BACKGROUND: Since the 1997 Dietary Reference Intake (DRI) values for vitamin D and calcium were established new data have become available on their relationship, both individually and combined, to a wide range of health outcomes. The Institute of Medicine/Food and Nutrition Board has constituted a DRI committee to undertake a review of the evidence and potential revision of the current DRI values for these nutrients.
BACKGROUND: Blood lead levels (BLLs) have been shown to increase during periods of high bone turnover such as pregnancy and menopause. OBJECTIVES: We examined the associations between bone turnover and micronutrient intake with BLLs in women 20-85 years of age (n = 2,671) participating in the National Health and Nutrition Examination Survey, 1999-2002. METHODS: Serum bone-specific alkaline phosphatase (BAP) and urinary cross-linked N-telopeptides (NTx) were measured as markers of bone formation and resorption, respectively. Lead was quantified in whole blood.
The role of calcium in the prevention of bone loss in later life has been well established but little data exist on the adequacy of calcium intakes in elderly Australian women. The aim of this study was to compare the dietary intake including calcium of elderly Australian women with the Australian dietary recommendation, and to investigate the prevalence of calcium supplement use in this population. Community-dwelling women aged 70-80 years were randomly recruited using the Electoral Roll for a 2-year protein intervention study in Western Australia.
BACKGROUND: The Women's Health Initiative (WHI) randomized clinical trial (RCT) of calcium plus vitamin D (CaD) supplements found a 17% excess in urinary tract stone incidence in the supplemented group. This study evaluated whether this risk is modified by participant characteristics. OBJECTIVE: We examined the correlates of urinary tract stone occurrence in the CaD arm of the WHI trial.
BACKGROUND: The 2011 Dietary Reference Intakes (DRIs) for vitamin D use 25-hydroxyvitamin D [25(OH)D] concentrations to define vitamin D deficiency (<30 nmol/L), the Estimated Average Requirement (40 nmol/L), and the Recommended Dietary Allowance (RDA; 50 nmol/L). The Canadian population has not yet been assessed according to these recommendations. OBJECTIVE: We determined the prevalence of meeting DRI recommendations and the role of vitamin D supplement use among Canadians aged 6-79 y.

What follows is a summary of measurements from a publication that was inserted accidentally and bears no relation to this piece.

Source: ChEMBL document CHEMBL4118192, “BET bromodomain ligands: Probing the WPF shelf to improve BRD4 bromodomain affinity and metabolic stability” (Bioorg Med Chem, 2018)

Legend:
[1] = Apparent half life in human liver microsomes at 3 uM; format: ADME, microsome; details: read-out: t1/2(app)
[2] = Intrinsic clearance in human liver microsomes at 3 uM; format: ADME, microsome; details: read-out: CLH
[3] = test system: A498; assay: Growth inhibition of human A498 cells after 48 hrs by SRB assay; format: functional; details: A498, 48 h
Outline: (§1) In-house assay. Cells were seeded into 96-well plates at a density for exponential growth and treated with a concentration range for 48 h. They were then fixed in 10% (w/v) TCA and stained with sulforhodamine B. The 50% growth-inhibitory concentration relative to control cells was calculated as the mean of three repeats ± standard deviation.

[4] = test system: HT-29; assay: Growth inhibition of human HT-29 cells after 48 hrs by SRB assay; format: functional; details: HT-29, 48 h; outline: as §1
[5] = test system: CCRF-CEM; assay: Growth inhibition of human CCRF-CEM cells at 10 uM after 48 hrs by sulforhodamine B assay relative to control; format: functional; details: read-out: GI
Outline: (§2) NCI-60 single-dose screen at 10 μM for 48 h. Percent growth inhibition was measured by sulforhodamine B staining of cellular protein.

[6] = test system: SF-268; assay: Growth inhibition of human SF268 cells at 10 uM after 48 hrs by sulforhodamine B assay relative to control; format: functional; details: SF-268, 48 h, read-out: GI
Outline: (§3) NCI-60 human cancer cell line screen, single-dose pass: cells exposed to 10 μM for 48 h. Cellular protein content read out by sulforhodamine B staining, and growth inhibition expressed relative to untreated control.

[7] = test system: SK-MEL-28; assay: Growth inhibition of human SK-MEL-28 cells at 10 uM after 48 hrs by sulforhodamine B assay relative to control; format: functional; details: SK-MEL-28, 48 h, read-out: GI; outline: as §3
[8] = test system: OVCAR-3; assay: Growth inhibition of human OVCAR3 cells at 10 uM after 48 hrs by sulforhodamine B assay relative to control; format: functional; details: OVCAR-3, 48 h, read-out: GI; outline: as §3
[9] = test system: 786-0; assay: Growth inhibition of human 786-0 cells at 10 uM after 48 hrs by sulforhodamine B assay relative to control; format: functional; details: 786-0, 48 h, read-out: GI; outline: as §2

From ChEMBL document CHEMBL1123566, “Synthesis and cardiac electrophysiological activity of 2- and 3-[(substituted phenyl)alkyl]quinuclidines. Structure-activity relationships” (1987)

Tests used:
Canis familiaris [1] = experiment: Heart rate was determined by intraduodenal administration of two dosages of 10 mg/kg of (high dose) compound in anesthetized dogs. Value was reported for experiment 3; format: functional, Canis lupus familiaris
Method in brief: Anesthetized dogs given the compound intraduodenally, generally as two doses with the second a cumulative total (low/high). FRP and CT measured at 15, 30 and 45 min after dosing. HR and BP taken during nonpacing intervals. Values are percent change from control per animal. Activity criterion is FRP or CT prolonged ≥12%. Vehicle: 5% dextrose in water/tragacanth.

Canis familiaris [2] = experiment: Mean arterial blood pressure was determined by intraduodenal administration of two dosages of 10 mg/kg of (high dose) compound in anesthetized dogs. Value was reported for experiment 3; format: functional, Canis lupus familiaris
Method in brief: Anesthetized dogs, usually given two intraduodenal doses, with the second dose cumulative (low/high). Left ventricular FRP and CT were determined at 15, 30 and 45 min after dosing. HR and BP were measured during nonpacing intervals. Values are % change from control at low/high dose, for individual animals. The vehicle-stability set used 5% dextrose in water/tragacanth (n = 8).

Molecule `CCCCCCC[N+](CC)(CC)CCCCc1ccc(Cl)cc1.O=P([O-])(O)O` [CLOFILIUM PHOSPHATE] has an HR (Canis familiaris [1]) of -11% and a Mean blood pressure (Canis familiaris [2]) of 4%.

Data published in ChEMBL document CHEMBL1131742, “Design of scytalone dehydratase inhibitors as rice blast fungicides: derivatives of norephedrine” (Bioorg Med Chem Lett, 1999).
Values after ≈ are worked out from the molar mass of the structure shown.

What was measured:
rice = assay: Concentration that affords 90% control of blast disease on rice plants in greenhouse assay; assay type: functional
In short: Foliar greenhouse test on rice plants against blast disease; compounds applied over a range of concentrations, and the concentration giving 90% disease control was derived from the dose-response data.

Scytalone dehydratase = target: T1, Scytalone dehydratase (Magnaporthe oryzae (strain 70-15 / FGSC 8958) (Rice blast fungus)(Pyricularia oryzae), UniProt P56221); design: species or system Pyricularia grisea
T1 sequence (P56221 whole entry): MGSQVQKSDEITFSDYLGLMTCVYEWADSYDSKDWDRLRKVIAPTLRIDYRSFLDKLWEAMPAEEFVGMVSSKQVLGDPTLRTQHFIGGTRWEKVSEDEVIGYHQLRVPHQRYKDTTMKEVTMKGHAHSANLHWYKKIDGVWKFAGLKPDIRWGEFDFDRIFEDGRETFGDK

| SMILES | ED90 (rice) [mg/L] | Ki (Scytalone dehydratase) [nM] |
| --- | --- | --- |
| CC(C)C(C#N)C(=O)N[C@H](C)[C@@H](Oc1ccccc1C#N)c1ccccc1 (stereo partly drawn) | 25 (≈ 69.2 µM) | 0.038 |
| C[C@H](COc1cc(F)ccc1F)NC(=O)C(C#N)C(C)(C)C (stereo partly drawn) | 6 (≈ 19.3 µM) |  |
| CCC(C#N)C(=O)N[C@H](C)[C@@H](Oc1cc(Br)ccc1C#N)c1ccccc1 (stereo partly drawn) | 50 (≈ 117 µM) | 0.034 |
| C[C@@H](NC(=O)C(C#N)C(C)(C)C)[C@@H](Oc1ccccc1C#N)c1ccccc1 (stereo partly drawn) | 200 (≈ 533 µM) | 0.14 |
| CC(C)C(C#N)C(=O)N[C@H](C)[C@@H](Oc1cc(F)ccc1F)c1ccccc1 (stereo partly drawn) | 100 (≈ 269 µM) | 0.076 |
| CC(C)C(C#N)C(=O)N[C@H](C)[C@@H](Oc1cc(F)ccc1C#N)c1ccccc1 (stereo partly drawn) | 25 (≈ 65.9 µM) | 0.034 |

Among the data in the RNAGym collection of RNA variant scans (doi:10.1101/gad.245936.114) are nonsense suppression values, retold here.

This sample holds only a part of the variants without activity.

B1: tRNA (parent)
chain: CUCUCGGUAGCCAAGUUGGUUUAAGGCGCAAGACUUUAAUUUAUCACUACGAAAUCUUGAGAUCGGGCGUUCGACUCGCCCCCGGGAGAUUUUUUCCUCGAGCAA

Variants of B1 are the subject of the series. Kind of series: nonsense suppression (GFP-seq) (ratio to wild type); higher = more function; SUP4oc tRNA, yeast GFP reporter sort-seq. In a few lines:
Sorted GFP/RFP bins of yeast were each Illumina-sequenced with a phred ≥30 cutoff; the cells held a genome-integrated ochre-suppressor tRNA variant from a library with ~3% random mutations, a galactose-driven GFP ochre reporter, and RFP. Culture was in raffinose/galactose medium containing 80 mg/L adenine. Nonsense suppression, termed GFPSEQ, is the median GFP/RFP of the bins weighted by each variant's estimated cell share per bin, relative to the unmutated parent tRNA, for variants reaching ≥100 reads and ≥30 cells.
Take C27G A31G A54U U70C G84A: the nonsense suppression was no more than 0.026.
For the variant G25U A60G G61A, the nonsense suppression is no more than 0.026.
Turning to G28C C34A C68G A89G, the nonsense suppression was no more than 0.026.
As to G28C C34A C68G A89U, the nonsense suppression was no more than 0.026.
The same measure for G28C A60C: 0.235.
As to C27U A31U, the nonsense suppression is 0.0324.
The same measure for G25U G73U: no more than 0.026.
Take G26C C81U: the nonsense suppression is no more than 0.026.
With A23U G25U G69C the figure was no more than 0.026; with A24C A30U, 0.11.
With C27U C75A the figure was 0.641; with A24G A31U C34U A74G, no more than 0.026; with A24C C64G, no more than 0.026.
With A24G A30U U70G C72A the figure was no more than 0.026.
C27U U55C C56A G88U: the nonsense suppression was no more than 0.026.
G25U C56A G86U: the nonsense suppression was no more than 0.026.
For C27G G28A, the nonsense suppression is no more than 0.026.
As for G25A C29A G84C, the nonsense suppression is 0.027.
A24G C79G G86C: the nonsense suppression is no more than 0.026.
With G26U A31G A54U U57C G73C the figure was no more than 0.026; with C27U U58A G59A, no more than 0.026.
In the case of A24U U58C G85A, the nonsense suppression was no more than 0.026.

OBJECTIVES: To determine the prevalence and correlates of vitamin D insufficiency in black and white older adults. DESIGN: Cross-sectional. SETTING: Health, Aging and Body Composition Study. PARTICIPANTS: Nine hundred seventy-seven black and 1,604 white adults aged 70 to 81. MEASUREMENTS: Logistic regression and classification and regression tree analysis were used to identify correlates of vitamin D insufficiency (25-hydroxyvitamin D (25(OH)D) <30 ng/mL) separately in blacks and whites. RESULTS: The prevalence of 25(OH)D insufficiency was 84% in blacks and 57% in whites.
Vitamin D deficiency has recently been implicated as a possible risk factor in the etiology of numerous diseases, including nonskeletal conditions. In humans, skin synthesis following exposure to UVB is a potent source of vitamin D, but in regions with low UVB, individuals are at risk of vitamin D deficiency. Our objectives were to describe the prevalence of vitamin D deficiency and to investigate determinants of plasma 25-hydroxyvitamin D (25-OHD) concentrations in a high northern latitude country.
Statistical modeling of habitual micronutrient intake from food and dietary supplements using short-term measurements is hampered by heterogeneous variances and multimodality. Summing short-term intakes from food and dietary supplements prior to simple correction for within-person variation (first add then shrink) may produce estimates of habitual total micronutrient intake so badly biased as to be smaller than estimates of habitual intake from food sources only.
BACKGROUND: Seafood intake is associated with beneficial effects for human health. Seafood provides a number of nutrients beyond the traditionally known long chain marine n-3 fatty acids EPA, DPA and DHA, such as protein, vitamin D, iodine, selenium and vitamin B12. Valid assessment of dietary seafood and n-3 supplement intakes are becoming increasingly crucial when giving recommendations to populations as seafood consumption is regarded as an important part of a healthy and balanced diet.
No studies of dietary vitamin D intake and vitamin D receptor (VDR) have been conducted comparing breast risk among Hispanic women and non-Hispanic white (NHW) women. We investigated the association between vitamin D intake and breast cancer in a population-based case-control study of 1,527 NHW and 791 Hispanic breast cancer cases diagnosed in 1999-2004 in Arizona, New Mexico, Utah, and Colorado, and 1,599 NHW and 922 Hispanic age-matched controls.